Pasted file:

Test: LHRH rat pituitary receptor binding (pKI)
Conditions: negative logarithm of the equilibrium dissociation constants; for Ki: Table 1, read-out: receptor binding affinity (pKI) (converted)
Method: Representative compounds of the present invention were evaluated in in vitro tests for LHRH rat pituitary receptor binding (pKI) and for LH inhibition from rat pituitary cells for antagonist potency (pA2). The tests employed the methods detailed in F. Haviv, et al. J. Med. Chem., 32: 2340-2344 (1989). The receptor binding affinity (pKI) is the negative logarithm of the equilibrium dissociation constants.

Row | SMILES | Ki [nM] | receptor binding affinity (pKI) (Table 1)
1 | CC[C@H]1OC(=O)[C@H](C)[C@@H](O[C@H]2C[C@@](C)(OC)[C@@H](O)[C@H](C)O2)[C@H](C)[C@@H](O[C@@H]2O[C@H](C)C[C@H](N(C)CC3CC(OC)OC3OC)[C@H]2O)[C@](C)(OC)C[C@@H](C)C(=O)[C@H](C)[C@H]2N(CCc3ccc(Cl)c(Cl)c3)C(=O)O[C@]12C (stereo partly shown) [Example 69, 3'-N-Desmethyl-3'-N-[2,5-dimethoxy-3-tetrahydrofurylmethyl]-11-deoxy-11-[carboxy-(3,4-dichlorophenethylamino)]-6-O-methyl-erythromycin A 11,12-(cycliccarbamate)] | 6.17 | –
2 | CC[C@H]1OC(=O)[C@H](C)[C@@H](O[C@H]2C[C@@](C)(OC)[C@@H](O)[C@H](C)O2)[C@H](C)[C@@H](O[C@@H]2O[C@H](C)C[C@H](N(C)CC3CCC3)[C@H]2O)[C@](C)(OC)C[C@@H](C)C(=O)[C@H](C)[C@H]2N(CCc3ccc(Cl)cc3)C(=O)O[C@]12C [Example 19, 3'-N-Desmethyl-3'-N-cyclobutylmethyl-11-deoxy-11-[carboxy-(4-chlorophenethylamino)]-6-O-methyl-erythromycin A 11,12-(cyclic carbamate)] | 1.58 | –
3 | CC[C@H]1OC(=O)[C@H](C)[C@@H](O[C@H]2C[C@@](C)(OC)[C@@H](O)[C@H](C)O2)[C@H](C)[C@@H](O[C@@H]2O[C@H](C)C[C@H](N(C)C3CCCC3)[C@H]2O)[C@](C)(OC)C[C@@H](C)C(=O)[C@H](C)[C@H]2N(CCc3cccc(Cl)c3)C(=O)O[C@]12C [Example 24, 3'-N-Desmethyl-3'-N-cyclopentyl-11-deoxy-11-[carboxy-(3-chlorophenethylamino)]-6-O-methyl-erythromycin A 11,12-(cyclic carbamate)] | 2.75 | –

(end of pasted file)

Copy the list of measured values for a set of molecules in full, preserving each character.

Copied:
Test: LHRH rat pituitary receptor binding (pKI)
Conditions: negative logarithm of the equilibrium dissociation constants; for Ki: Table 1, read-out: receptor binding affinity (pKI) (converted)
Method: Representative compounds of the present invention were evaluated in in vitro tests for LHRH rat pituitary receptor binding (pKI) and for LH inhibition from rat pituitary cells for antagonist potency (pA2). The tests employed the methods detailed in F. Haviv, et al. J. Med. Chem., 32: 2340-2344 (1989). The receptor binding affinity (pKI) is the negative logarithm of the equilibrium dissociation constants.

Row | SMILES | Ki [nM] | receptor binding affinity (pKI) (Table 1)
1 | CC[C@H]1OC(=O)[C@H](C)[C@@H](O[C@H]2C[C@@](C)(OC)[C@@H](O)[C@H](C)O2)[C@H](C)[C@@H](O[C@@H]2O[C@H](C)C[C@H](N(C)CC3CC(OC)OC3OC)[C@H]2O)[C@](C)(OC)C[C@@H](C)C(=O)[C@H](C)[C@H]2N(CCc3ccc(Cl)c(Cl)c3)C(=O)O[C@]12C (stereo partly shown) [Example 69, 3'-N-Desmethyl-3'-N-[2,5-dimethoxy-3-tetrahydrofurylmethyl]-11-deoxy-11-[carboxy-(3,4-dichlorophenethylamino)]-6-O-methyl-erythromycin A 11,12-(cycliccarbamate)] | 6.17 | –
2 | CC[C@H]1OC(=O)[C@H](C)[C@@H](O[C@H]2C[C@@](C)(OC)[C@@H](O)[C@H](C)O2)[C@H](C)[C@@H](O[C@@H]2O[C@H](C)C[C@H](N(C)CC3CCC3)[C@H]2O)[C@](C)(OC)C[C@@H](C)C(=O)[C@H](C)[C@H]2N(CCc3ccc(Cl)cc3)C(=O)O[C@]12C [Example 19, 3'-N-Desmethyl-3'-N-cyclobutylmethyl-11-deoxy-11-[carboxy-(4-chlorophenethylamino)]-6-O-methyl-erythromycin A 11,12-(cyclic carbamate)] | 1.58 | –
3 | CC[C@H]1OC(=O)[C@H](C)[C@@H](O[C@H]2C[C@@](C)(OC)[C@@H](O)[C@H](C)O2)[C@H](C)[C@@H](O[C@@H]2O[C@H](C)C[C@H](N(C)C3CCCC3)[C@H]2O)[C@](C)(OC)C[C@@H](C)C(=O)[C@H](C)[C@H]2N(CCc3cccc(Cl)c3)C(=O)O[C@]12C [Example 24, 3'-N-Desmethyl-3'-N-cyclopentyl-11-deoxy-11-[carboxy-(3-chlorophenethylamino)]-6-O-methyl-erythromycin A 11,12-(cyclic carbamate)] | 2.75 | –